French Defence Minister Jean-Yves Le Drian (C) poses for a picture with French and Malian army officers at the French military base at the airport in Gao, April 26, 2013 - REUTERS/Francois Rihouay

The increasing terrorist surges in Africa’s Sahel region represent a threat of instability that mainly takes its toll on Saudi and Emirati growing investments in Africa, and this is due to the fact that the latter has become a fundamental part of the two Gulf countries strategy to diversify their non-oil-related economic sectors, especially mining, agriculture and ports sections. In addition, food security market is extremely important for the economic power of the Gulf in Africa. This may be the reason why KSA and the UAE are on top of the Middle Eastern countries that buy agricultural lands in African countries. Likewise, both Mali and Niger were among the African countries which formed a main target for the initiative of late Saudi King Abdullah bin Abdul-Aziz for agricultural investments outside the Kingdom.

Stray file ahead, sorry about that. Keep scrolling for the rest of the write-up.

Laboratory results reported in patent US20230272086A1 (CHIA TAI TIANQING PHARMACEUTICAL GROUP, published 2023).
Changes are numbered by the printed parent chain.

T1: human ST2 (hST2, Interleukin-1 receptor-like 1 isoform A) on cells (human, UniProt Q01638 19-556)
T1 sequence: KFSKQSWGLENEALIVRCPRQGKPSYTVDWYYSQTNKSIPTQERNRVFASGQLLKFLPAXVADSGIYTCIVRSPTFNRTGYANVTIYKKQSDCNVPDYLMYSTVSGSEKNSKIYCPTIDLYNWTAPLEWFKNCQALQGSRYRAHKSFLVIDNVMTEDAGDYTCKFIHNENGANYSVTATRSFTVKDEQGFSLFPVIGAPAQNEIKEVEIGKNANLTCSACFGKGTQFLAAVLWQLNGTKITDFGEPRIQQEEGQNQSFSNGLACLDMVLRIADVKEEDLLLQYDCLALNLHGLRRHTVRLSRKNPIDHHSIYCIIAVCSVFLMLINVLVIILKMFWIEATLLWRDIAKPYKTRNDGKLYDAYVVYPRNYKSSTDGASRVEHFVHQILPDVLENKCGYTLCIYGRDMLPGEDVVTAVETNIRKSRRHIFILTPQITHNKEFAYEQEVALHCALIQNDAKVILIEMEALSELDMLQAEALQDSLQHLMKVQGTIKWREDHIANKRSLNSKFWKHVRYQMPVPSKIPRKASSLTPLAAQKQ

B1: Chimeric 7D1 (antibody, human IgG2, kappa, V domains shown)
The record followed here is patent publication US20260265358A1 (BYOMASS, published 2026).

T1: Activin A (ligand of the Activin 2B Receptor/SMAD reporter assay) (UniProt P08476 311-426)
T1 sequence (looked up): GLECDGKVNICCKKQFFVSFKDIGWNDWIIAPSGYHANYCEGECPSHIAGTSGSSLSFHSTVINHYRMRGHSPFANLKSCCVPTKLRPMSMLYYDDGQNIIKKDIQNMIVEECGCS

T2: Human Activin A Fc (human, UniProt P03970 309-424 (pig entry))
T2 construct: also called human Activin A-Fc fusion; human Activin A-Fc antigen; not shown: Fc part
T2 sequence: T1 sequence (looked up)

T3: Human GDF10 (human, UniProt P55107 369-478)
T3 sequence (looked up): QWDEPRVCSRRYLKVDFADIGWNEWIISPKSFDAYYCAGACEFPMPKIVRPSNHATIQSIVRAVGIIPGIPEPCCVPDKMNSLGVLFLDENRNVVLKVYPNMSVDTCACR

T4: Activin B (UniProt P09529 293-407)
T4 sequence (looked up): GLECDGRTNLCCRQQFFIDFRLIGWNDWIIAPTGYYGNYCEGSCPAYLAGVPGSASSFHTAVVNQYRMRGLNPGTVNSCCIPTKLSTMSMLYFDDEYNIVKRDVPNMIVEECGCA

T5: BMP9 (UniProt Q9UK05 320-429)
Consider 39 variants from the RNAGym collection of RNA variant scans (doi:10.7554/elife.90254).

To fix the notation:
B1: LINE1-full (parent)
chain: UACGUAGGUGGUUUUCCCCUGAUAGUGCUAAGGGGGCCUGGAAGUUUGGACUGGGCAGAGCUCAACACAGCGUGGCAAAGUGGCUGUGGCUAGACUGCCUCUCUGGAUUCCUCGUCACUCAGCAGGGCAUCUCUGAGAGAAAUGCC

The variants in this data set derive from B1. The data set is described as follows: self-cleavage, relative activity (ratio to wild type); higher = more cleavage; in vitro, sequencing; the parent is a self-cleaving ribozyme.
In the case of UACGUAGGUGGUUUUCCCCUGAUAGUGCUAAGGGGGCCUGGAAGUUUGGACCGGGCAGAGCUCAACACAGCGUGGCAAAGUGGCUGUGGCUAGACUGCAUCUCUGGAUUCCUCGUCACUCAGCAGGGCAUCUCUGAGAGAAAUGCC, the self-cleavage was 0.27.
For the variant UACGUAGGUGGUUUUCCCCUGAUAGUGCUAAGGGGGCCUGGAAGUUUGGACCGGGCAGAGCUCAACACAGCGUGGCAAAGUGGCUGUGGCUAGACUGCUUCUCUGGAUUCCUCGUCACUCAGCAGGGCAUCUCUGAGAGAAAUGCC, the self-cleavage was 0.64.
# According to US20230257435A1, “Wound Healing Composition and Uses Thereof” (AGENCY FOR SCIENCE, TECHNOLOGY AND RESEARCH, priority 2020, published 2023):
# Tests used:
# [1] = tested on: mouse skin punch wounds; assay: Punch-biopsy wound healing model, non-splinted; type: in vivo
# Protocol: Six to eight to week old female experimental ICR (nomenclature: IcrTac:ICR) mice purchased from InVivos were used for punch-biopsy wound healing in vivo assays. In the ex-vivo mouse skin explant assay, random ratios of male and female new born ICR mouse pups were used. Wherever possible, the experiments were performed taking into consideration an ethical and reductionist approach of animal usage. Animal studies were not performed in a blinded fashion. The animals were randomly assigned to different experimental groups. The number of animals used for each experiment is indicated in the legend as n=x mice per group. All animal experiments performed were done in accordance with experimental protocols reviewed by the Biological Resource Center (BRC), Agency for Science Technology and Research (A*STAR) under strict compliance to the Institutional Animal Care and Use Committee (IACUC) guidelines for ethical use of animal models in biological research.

What reinforces this view of the joint Saudi-Emirati pursuit for the stability of Africa is a report issued this year by the Dubai Chamber of Commerce and Industry. The report indicated that the UAE holds second place in global investments in Africa with investments estimated by $11 billion in 2016, whereas Saudi Arabia holds fifth place with investments estimated by $3.8 billion, which means that the two countries have immediate interests in keeping the stability of the African continent’s regions, including Sahel.

Confronting Iran and Qatar: